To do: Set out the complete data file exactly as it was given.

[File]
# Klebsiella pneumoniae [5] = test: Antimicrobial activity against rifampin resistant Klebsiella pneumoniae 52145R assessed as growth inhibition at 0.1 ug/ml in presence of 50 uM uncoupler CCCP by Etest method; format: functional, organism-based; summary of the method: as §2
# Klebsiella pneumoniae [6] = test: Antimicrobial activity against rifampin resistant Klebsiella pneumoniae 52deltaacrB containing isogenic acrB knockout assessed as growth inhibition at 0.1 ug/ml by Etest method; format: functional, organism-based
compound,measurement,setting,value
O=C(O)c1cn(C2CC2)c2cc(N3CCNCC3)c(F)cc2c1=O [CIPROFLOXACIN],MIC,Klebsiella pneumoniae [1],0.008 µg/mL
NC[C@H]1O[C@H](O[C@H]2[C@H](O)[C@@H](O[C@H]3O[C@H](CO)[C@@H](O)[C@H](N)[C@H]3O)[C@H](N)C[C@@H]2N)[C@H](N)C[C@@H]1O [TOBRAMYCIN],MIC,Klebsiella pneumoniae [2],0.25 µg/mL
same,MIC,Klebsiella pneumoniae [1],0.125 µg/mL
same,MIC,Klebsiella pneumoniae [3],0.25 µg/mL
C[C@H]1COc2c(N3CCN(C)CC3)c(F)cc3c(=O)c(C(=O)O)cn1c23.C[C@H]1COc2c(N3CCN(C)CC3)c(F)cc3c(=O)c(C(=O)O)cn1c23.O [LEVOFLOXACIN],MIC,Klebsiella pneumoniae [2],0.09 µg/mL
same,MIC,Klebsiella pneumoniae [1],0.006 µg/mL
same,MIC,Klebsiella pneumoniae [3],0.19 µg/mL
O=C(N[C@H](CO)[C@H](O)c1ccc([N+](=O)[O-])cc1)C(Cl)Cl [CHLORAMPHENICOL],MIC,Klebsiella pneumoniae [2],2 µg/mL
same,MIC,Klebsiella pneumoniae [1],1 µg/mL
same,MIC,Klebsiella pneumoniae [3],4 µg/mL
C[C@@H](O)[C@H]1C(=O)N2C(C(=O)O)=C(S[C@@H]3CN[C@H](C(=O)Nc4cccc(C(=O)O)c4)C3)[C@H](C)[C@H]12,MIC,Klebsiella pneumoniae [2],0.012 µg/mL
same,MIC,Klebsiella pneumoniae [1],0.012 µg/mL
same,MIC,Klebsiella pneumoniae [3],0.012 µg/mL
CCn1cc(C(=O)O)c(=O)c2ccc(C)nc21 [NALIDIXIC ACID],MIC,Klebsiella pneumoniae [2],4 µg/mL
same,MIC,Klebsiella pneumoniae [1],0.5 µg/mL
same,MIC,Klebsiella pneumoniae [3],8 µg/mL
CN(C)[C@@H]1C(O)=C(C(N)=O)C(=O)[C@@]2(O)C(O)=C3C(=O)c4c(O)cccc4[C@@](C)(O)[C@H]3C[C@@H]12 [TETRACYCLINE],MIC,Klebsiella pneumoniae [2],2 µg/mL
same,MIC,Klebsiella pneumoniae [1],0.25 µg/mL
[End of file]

# Klebsiella pneumoniae [5] = test: Antimicrobial activity against rifampin resistant Klebsiella pneumoniae 52145R assessed as growth inhibition at 0.1 ug/ml in presence of 50 uM uncoupler CCCP by Etest method; format: functional, organism-based; summary of the method: as §2
# Klebsiella pneumoniae [6] = test: Antimicrobial activity against rifampin resistant Klebsiella pneumoniae 52deltaacrB containing isogenic acrB knockout assessed as growth inhibition at 0.1 ug/ml by Etest method; format: functional, organism-based
compound,measurement,setting,value
O=C(O)c1cn(C2CC2)c2cc(N3CCNCC3)c(F)cc2c1=O [CIPROFLOXACIN],MIC,Klebsiella pneumoniae [1],0.008 µg/mL
NC[C@H]1O[C@H](O[C@H]2[C@H](O)[C@@H](O[C@H]3O[C@H](CO)[C@@H](O)[C@H](N)[C@H]3O)[C@H](N)C[C@@H]2N)[C@H](N)C[C@@H]1O [TOBRAMYCIN],MIC,Klebsiella pneumoniae [2],0.25 µg/mL
same,MIC,Klebsiella pneumoniae [1],0.125 µg/mL
same,MIC,Klebsiella pneumoniae [3],0.25 µg/mL
C[C@H]1COc2c(N3CCN(C)CC3)c(F)cc3c(=O)c(C(=O)O)cn1c23.C[C@H]1COc2c(N3CCN(C)CC3)c(F)cc3c(=O)c(C(=O)O)cn1c23.O [LEVOFLOXACIN],MIC,Klebsiella pneumoniae [2],0.09 µg/mL
same,MIC,Klebsiella pneumoniae [1],0.006 µg/mL
same,MIC,Klebsiella pneumoniae [3],0.19 µg/mL
O=C(N[C@H](CO)[C@H](O)c1ccc([N+](=O)[O-])cc1)C(Cl)Cl [CHLORAMPHENICOL],MIC,Klebsiella pneumoniae [2],2 µg/mL
same,MIC,Klebsiella pneumoniae [1],1 µg/mL
same,MIC,Klebsiella pneumoniae [3],4 µg/mL
C[C@@H](O)[C@H]1C(=O)N2C(C(=O)O)=C(S[C@@H]3CN[C@H](C(=O)Nc4cccc(C(=O)O)c4)C3)[C@H](C)[C@H]12,MIC,Klebsiella pneumoniae [2],0.012 µg/mL
same,MIC,Klebsiella pneumoniae [1],0.012 µg/mL
same,MIC,Klebsiella pneumoniae [3],0.012 µg/mL
CCn1cc(C(=O)O)c(=O)c2ccc(C)nc21 [NALIDIXIC ACID],MIC,Klebsiella pneumoniae [2],4 µg/mL
same,MIC,Klebsiella pneumoniae [1],0.5 µg/mL
same,MIC,Klebsiella pneumoniae [3],8 µg/mL
CN(C)[C@@H]1C(O)=C(C(N)=O)C(=O)[C@@]2(O)C(O)=C3C(=O)c4c(O)cccc4[C@@](C)(O)[C@H]3C[C@@H]12 [TETRACYCLINE],MIC,Klebsiella pneumoniae [2],2 µg/mL
same,MIC,Klebsiella pneumoniae [1],0.25 µg/mL